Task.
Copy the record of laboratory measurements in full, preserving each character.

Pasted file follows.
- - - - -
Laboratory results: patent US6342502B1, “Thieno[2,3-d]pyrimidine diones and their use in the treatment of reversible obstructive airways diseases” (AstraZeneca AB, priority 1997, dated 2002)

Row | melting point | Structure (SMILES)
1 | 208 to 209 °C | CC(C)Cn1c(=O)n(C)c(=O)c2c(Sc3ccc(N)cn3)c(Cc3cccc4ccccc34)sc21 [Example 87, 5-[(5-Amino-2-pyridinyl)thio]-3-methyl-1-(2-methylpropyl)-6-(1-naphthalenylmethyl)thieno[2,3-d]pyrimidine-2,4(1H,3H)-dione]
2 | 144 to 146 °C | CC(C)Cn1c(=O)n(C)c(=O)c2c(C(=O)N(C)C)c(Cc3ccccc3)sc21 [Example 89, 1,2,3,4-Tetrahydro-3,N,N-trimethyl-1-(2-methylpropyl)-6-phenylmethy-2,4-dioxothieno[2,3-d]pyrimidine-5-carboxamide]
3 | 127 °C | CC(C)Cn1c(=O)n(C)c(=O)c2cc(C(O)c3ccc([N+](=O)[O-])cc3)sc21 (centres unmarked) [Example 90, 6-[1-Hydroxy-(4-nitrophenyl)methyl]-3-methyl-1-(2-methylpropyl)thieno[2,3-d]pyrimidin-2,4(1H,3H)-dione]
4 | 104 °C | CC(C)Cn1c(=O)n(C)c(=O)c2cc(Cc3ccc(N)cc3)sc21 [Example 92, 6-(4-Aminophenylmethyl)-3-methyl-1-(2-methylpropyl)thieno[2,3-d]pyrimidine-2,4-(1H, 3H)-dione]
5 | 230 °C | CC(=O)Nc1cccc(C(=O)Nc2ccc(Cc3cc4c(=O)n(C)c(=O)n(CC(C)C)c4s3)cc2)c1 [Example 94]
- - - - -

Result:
Laboratory results: patent US6342502B1, “Thieno[2,3-d]pyrimidine diones and their use in the treatment of reversible obstructive airways diseases” (AstraZeneca AB, priority 1997, dated 2002)

Row | melting point | Structure (SMILES)
1 | 208 to 209 °C | CC(C)Cn1c(=O)n(C)c(=O)c2c(Sc3ccc(N)cn3)c(Cc3cccc4ccccc34)sc21 [Example 87, 5-[(5-Amino-2-pyridinyl)thio]-3-methyl-1-(2-methylpropyl)-6-(1-naphthalenylmethyl)thieno[2,3-d]pyrimidine-2,4(1H,3H)-dione]
2 | 144 to 146 °C | CC(C)Cn1c(=O)n(C)c(=O)c2c(C(=O)N(C)C)c(Cc3ccccc3)sc21 [Example 89, 1,2,3,4-Tetrahydro-3,N,N-trimethyl-1-(2-methylpropyl)-6-phenylmethy-2,4-dioxothieno[2,3-d]pyrimidine-5-carboxamide]
3 | 127 °C | CC(C)Cn1c(=O)n(C)c(=O)c2cc(C(O)c3ccc([N+](=O)[O-])cc3)sc21 (centres unmarked) [Example 90, 6-[1-Hydroxy-(4-nitrophenyl)methyl]-3-methyl-1-(2-methylpropyl)thieno[2,3-d]pyrimidin-2,4(1H,3H)-dione]
4 | 104 °C | CC(C)Cn1c(=O)n(C)c(=O)c2cc(Cc3ccc(N)cc3)sc21 [Example 92, 6-(4-Aminophenylmethyl)-3-methyl-1-(2-methylpropyl)thieno[2,3-d]pyrimidine-2,4-(1H, 3H)-dione]
5 | 230 °C | CC(=O)Nc1cccc(C(=O)Nc2ccc(Cc3cc4c(=O)n(C)c(=O)n(CC(C)C)c4s3)cc2)c1 [Example 94]